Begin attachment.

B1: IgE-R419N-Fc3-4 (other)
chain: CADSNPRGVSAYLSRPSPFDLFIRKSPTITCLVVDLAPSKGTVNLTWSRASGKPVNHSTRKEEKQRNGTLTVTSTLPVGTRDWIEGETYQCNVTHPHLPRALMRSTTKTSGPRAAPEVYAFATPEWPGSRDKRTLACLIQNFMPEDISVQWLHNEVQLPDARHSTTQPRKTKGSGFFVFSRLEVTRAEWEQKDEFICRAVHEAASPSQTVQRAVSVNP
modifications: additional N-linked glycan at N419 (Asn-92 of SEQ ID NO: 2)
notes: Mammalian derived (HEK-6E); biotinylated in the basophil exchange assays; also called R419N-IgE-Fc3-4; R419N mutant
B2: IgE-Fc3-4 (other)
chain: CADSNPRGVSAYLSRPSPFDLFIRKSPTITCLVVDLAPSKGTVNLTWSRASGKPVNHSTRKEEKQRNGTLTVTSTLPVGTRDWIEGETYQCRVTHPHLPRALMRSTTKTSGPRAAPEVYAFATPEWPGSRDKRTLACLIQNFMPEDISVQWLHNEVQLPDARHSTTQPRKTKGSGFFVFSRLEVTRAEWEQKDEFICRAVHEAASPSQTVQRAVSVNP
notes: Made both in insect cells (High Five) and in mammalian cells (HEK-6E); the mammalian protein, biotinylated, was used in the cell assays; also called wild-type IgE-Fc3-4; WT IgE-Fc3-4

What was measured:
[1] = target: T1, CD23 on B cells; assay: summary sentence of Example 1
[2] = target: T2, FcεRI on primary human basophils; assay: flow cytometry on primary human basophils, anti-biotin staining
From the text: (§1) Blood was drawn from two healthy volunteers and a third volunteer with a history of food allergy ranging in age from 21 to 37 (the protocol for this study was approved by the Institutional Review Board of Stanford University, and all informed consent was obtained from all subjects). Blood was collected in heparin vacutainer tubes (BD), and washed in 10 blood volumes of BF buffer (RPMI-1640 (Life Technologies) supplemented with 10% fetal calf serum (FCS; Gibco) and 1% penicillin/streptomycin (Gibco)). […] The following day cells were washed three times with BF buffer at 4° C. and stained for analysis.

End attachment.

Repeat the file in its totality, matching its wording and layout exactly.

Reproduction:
B1: IgE-R419N-Fc3-4 (other)
chain: CADSNPRGVSAYLSRPSPFDLFIRKSPTITCLVVDLAPSKGTVNLTWSRASGKPVNHSTRKEEKQRNGTLTVTSTLPVGTRDWIEGETYQCNVTHPHLPRALMRSTTKTSGPRAAPEVYAFATPEWPGSRDKRTLACLIQNFMPEDISVQWLHNEVQLPDARHSTTQPRKTKGSGFFVFSRLEVTRAEWEQKDEFICRAVHEAASPSQTVQRAVSVNP
modifications: additional N-linked glycan at N419 (Asn-92 of SEQ ID NO: 2)
notes: Mammalian derived (HEK-6E); biotinylated in the basophil exchange assays; also called R419N-IgE-Fc3-4; R419N mutant
B2: IgE-Fc3-4 (other)
chain: CADSNPRGVSAYLSRPSPFDLFIRKSPTITCLVVDLAPSKGTVNLTWSRASGKPVNHSTRKEEKQRNGTLTVTSTLPVGTRDWIEGETYQCRVTHPHLPRALMRSTTKTSGPRAAPEVYAFATPEWPGSRDKRTLACLIQNFMPEDISVQWLHNEVQLPDARHSTTQPRKTKGSGFFVFSRLEVTRAEWEQKDEFICRAVHEAASPSQTVQRAVSVNP
notes: Made both in insect cells (High Five) and in mammalian cells (HEK-6E); the mammalian protein, biotinylated, was used in the cell assays; also called wild-type IgE-Fc3-4; WT IgE-Fc3-4

What was measured:
[1] = target: T1, CD23 on B cells; assay: summary sentence of Example 1
[2] = target: T2, FcεRI on primary human basophils; assay: flow cytometry on primary human basophils, anti-biotin staining
From the text: (§1) Blood was drawn from two healthy volunteers and a third volunteer with a history of food allergy ranging in age from 21 to 37 (the protocol for this study was approved by the Institutional Review Board of Stanford University, and all informed consent was obtained from all subjects). Blood was collected in heparin vacutainer tubes (BD), and washed in 10 blood volumes of BF buffer (RPMI-1640 (Life Technologies) supplemented with 10% fetal calf serum (FCS; Gibco) and 1% penicillin/streptomycin (Gibco)). […] The following day cells were washed three times with BF buffer at 4° C. and stained for analysis.